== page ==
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Apple's complex saga involving data encryption, civil liberties and national security took yet another twist on Friday when the U.S. Department of Justice weighed in, filing a motion attempting to compel the iPhone maker to create a backdoor to unlock a secured iPhone.
The DOJ has asked a federal judge to compel Apple to help the FBI in its investigation of the San Bernardino, Calif., terrorist attack in December that resulted in 16 deaths and another 24 injuries. Friday's filing was first revealed by ABC News.
"Rather than assist the effort to fully investigate a deadly terrorist attack by obeying this court's order of February 16, 2016, Apple has responded by publicly repudiating that order," the DOJ filing states.
"Rather than assist the effort to fully investigate a deadly terrorist attack by obeying this court's order of February 16, 2016, Apple has responded by publicly repudiating that order." - U.S. Department of Justice
The DOJ went on to say that Apple's refusal to cooperate is "based on its concern for its business model and public brand marketing strategy."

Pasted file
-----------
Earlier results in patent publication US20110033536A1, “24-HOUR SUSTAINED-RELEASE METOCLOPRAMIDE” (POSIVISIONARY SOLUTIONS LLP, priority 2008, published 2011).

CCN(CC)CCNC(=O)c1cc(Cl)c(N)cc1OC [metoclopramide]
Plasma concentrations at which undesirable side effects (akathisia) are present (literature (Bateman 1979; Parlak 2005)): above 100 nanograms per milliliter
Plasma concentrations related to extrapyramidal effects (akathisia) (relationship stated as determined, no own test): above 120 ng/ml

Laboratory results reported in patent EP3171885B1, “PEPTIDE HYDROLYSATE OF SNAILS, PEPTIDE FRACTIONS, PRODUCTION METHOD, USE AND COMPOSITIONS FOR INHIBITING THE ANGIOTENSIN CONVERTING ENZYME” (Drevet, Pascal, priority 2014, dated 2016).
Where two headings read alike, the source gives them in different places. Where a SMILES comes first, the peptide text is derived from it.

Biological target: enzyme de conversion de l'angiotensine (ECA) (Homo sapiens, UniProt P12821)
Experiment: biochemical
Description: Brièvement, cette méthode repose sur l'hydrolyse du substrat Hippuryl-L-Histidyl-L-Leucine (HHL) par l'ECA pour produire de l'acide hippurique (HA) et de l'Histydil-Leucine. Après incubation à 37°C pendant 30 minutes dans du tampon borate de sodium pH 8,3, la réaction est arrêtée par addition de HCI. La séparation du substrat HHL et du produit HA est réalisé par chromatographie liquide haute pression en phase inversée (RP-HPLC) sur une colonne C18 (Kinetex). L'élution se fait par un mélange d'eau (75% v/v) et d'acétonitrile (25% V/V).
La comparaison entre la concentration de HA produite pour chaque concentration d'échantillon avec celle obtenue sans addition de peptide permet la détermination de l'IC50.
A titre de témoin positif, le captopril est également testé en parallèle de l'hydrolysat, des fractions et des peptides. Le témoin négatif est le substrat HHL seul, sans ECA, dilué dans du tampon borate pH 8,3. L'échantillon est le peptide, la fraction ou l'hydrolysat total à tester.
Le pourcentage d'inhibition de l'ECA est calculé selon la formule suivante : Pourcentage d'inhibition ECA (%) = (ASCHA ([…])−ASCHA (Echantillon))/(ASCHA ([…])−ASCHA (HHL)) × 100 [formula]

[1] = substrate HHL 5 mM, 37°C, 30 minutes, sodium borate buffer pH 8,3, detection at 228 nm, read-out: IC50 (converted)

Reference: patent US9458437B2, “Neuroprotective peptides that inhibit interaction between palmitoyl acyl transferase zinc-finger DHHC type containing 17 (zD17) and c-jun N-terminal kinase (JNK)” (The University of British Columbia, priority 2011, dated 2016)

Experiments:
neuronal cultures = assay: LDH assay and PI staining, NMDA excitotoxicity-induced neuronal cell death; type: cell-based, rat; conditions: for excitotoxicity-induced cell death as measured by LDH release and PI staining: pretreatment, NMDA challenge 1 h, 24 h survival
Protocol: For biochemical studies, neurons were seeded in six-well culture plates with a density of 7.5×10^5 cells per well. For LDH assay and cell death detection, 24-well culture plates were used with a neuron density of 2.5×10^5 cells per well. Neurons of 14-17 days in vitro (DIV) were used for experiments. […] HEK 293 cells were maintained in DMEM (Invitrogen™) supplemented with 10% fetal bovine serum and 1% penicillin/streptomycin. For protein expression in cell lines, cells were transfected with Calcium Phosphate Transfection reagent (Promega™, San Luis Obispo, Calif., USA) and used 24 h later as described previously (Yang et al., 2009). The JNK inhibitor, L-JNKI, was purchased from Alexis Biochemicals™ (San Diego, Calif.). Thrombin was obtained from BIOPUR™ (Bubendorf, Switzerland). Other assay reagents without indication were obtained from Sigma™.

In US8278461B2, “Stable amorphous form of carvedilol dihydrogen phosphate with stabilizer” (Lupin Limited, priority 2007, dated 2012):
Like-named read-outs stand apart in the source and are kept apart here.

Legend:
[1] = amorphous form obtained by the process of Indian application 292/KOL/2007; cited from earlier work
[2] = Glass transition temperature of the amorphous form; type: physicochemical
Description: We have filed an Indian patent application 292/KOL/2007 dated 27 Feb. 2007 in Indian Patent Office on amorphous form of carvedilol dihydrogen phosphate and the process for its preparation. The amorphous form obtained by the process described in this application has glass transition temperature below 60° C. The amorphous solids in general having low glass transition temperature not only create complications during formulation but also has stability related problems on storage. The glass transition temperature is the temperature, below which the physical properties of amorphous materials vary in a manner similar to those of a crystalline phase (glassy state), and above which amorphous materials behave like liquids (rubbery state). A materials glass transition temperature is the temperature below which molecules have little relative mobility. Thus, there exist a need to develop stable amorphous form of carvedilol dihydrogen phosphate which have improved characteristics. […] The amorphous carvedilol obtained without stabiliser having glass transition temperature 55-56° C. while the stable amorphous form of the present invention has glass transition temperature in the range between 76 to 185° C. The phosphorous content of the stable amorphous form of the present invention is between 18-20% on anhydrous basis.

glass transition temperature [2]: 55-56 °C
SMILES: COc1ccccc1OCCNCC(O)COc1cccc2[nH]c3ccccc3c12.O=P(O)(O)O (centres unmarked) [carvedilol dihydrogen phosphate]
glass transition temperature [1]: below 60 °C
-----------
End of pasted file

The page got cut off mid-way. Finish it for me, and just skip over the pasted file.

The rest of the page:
Prior to the DOJ filing, Apple was already at odds with a U.S. magistrate judge, who ordered the company to comply with government requests to help extract data from an iPhone 5c. That handset was owned by one of the shooters involved in the San Bernardino terrorist attack, and it is password protected via Apple's iOS 9 mobile operating system.
Thus far, Apple has rejected requests from the FBI to build a "backdoor" to its iOS platform in order to unlock the handset. In an open letter published earlier this week, CEO Tim Cook said the creation of a backdoor tool to access a locked iPhone would set a dangerous precedent, and potentially lead to major security issues for mobile devices.
"The FBI wants us to make a new version of the iPhone operating system, circumventing several important security features, and install it on an iPhone recovered during the investigation," Cook wrote. "In the wrong hands, this software — which does not exist today — would have the potential to unlock any iPhone in someone's physical possession."
The Justice Department's support of the FBI comes as no surprise — this week the White House said the FBI simply wants access to just one iPhone, and not blanket backdoor access to all iOS devices. But in Cook's view, "there is no way to guarantee such control."
Apple has until Feb. 26 to respond to the U.S. magistrate judge's ruling with a filing in court.